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By Bengt Ljung
European businesses are concerned that they could be put at a disadvantage compared to the U.S. and other world competitors if the European Union joins a global investment court system, EU business leaders said.
As the EU and Canada try to lead a pioneering group of countries to construct a multilateral investment court, the issue is prompting a multitude of questions for businesses investing in foreign countries, according to stakeholders at a conference.
“For us it is important we have a level playing field with the companies [with which] they are in direct competition. We’re going ahead with a lot of reforms without having tested them,” Luisa Santos, director for international relations at the European business lobby Business Europe, said Feb. 27.
Santos spoke at a stakeholders’ conference organized by the European Commission to address questions and worries inside the EU about the international talks on the multilateral investment court.
“There are doubts [about] how the United States will react to the new system,” or if other major countries like China will join it, Santos said.
The aim is to replace the current ad hoc system of private panels of the investor-state dispute settlement (ISDS) system. Disputes before the new court would be settled quicker, cheaper and with more legal consistency by full-time judges, the EU and Canada have said.
China has expressed an interest in constructing a multilateral investment court, European Trade Commissioner Cecilia Malmstroem said. In the U.S., the Trump administration hasn’t yet commented on the system, but the Obama administration had expressed interest in looking into problems with the ISDS system’s appeal process, she said. Congress has at least twice said it was in favor of an appeal mechanism, she added.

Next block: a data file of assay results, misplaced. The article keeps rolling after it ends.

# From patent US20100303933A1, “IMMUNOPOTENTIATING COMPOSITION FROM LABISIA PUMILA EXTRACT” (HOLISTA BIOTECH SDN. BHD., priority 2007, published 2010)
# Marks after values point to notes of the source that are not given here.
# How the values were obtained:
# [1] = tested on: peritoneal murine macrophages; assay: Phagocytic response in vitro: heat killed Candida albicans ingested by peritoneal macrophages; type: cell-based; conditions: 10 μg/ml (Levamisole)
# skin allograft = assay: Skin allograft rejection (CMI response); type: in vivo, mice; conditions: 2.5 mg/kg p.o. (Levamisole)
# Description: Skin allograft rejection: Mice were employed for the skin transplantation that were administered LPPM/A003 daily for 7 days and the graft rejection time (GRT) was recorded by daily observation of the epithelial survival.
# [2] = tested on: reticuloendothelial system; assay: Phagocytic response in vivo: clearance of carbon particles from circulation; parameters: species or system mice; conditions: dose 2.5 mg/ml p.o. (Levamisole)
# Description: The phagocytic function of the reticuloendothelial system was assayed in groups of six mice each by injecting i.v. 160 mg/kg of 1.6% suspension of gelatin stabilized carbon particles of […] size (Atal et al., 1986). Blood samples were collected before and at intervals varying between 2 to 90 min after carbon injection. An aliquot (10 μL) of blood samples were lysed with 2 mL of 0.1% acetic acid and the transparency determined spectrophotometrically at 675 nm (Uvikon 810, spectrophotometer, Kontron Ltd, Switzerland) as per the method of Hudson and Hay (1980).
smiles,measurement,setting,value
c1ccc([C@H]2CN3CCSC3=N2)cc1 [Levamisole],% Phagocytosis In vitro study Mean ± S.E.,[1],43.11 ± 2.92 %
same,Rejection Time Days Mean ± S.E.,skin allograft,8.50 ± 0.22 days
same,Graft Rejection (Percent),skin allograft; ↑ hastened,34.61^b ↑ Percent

The EU introduced clauses about replacing ISDS with investment courts in its most recent bilateral trade agreements with Canada and Vietnam. The Europeans also want all future trade agreements to rely on investment courts, including deals with Japan, Mexico and the U.S.
The European Commission’s view is that the multilateral investment court would emerge when the pioneering group of countries agrees to place their bilateral agreements on investment courts under the global system.
To negotiate 20 trade agreements at once and then set up 20 bilateral courts “would be quite expensive. It’s more rational to have one single multilateral court,” Malmstroem said.
The conference prompted a host of questions about remedies, enforcement of decisions, appointment of judges, handling frivolous claims, simplified procedures for small businesses, and protecting European health and environmental standards.
Malmstroem said at the conference that many questions on how to design the new system are wide open.
“We don’t have all the answers. We are at a very early stage, so we’re having consultations broadly. And it won’t be done over a weekend,” she said.
The multilateral investment court should not become the tool to correct every wrong in the world that an interest group is fighting, Malmstroem warned. The system shouldn’t be overburdened with, for example, demands of green investments in developing countries because that would slow or kill it, she said.
She added that she expects continued strong support for the multilateral investment court from the trade ministers of the 28 EU countries when they meet March 3 on the island of Malta.
To contact the reporter on this story: Bengt Ljung in Brussels at firstname.lastname@example.org
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